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Plaintiff - Appellee,


SERGIO MILLAN-TORRES, also known as Jose Luis Zapata, also known as Hector Rodriguez-Zapata,

Defendant - Appellant.

No. 04-2208

D.C. No. CR-03-1485)



Before KELLY, BALDOCK, and HARTZ, Circuit Judges.

Defendant-Appellant Sergio Millan-Torres, a citizen of Mexico, pleaded guilty to illegal reentry following removal for commission of an aggravated felony. At sentencing, due to a prior felony conviction, his offense level and criminal history category were enhanced under U.S.S.G. §§ 2L1.2 and 4A1.1. On appeal, Mr. Millan-Torres argues that (1) the sentence enhancements were improper under the Guidelines because the state court that rendered his prior conviction lacked jurisdiction and the information properly before the district court failed to establish a prior drug-trafficking offense, and (2) his sentence violates United States v. Booker, U.S. ; 125 S. Ct. 738 (2005). Exercising jurisdiction under 28 U.S.C. § 1291 and 18 U.S.C. § 3742(a), we affirm.


In 1993, Mr. Millan-Torres was convicted of a felony drug offense in California state court after selling $20 worth of cocaine to an undercover officer. II R. at 7, ¶ 24. During these proceedings, Mr. Millan-Torres told California officials that his birthdate was February 1, 1974, making him 19 years old at the time. Id. at 8, ¶ 24. He was sentenced by the California adult court to three years imprisonment. While serving his sentence, Mr. Millan-Torres was paroled and removed to his native Mexico. II R. at 4, ¶ 12.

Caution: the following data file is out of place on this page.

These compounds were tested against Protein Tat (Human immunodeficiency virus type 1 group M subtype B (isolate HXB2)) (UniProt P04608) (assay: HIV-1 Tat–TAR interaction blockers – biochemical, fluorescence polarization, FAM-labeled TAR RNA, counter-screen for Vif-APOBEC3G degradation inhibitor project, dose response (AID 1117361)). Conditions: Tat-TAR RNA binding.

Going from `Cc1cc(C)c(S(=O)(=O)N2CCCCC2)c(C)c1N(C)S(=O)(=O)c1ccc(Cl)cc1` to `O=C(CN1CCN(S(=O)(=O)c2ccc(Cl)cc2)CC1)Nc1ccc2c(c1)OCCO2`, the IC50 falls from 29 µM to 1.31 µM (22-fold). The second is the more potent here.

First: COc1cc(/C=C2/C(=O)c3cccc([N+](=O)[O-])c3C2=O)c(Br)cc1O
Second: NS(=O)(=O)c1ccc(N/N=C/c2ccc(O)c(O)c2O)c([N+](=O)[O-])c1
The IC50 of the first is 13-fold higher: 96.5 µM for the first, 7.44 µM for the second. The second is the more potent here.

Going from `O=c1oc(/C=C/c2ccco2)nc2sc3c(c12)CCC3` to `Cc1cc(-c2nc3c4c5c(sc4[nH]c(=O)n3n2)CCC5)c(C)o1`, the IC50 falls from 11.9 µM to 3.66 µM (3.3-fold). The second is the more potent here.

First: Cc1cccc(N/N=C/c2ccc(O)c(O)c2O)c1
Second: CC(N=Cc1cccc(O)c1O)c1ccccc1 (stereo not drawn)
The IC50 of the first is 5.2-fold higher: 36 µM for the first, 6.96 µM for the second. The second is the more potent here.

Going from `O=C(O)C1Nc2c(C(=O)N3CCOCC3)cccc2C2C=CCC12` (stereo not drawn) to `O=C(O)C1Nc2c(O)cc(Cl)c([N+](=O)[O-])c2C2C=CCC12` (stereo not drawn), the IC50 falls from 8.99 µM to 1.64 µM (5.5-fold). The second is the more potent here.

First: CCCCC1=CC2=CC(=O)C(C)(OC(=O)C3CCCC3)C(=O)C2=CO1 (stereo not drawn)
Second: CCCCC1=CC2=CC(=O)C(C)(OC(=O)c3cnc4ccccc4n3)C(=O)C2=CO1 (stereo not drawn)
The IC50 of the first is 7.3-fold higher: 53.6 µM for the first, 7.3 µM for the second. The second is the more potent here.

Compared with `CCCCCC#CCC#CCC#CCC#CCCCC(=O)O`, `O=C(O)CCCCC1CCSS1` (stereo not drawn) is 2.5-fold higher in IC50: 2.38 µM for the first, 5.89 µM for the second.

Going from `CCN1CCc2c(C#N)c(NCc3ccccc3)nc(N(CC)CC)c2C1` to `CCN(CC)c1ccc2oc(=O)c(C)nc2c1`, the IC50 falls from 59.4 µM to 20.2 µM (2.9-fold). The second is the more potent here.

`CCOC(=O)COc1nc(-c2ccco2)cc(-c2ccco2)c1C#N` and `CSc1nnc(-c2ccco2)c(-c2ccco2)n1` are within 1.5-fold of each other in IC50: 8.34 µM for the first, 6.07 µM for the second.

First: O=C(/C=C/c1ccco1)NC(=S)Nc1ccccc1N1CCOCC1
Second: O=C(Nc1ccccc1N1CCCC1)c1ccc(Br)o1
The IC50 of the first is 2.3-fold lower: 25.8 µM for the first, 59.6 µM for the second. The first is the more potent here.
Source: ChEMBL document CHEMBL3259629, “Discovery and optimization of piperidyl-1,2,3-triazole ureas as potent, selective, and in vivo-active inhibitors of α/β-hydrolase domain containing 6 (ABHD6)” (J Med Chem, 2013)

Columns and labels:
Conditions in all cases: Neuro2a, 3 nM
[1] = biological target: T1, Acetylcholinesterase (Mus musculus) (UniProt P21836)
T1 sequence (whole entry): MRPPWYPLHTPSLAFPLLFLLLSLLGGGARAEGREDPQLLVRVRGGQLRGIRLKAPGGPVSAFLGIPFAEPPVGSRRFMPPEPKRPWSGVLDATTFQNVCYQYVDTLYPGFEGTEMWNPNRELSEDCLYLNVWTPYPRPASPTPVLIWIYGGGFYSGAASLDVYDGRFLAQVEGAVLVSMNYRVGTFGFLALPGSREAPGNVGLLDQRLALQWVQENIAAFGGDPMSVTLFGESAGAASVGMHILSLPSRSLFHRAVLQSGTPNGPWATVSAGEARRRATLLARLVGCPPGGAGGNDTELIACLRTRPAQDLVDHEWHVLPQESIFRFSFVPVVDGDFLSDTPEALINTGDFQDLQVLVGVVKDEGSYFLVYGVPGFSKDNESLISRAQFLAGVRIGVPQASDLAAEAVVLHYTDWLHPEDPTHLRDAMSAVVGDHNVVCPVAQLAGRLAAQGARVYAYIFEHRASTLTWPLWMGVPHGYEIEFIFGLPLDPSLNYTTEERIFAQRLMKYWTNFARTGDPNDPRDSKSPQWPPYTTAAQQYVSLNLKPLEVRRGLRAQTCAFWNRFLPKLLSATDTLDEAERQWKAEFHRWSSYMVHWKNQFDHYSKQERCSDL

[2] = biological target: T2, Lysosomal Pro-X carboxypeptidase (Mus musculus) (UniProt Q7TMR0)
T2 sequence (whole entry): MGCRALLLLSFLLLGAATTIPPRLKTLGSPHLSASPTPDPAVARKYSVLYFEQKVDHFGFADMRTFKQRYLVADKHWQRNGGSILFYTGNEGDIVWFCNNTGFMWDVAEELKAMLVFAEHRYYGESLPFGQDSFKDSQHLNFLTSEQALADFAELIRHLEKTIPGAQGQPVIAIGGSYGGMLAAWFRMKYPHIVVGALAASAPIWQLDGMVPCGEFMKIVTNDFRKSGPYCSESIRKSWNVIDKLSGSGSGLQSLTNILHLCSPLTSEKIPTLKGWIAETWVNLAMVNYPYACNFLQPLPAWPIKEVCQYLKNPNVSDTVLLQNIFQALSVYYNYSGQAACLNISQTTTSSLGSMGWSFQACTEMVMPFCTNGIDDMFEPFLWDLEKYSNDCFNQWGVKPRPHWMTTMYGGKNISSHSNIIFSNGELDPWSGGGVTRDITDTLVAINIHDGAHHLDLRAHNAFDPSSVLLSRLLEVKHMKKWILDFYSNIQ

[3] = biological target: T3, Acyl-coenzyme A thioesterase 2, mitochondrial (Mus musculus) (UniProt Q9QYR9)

In 2003, Mr. Millan-Torres was apprehended near Columbus, New Mexico. Id. at 3, ¶ 4. He was subsequently indicted for illegal reentry following conviction of an aggravated felony, in violation of 8 U.S.C. §§ 1326(a)(1) and (2), (b)(2), I R. at Doc. 9, to which he pleaded guilty. II R. at 3, ¶ 1. The Presentence Report ("PSR") indicated a base offense level of eight, but recommended a 16-level enhancement under U.S.S.G. § 2L1.2 for a prior felony drug-trafficking conviction. Id. at 4, ¶ 12. The PSR also recommended that three points be added to Mr. Millan-Torres's criminal history calculation based on the prior California conviction as the sentence exceeded 13 months, id. at 7-8, ¶¶ 24 & 25, and that two points be added because Mr. Millan-Torres was still on parole for the California conviction when he reentered the United States illegally. Id. at PSR Addendum (Apr. 14, 2004).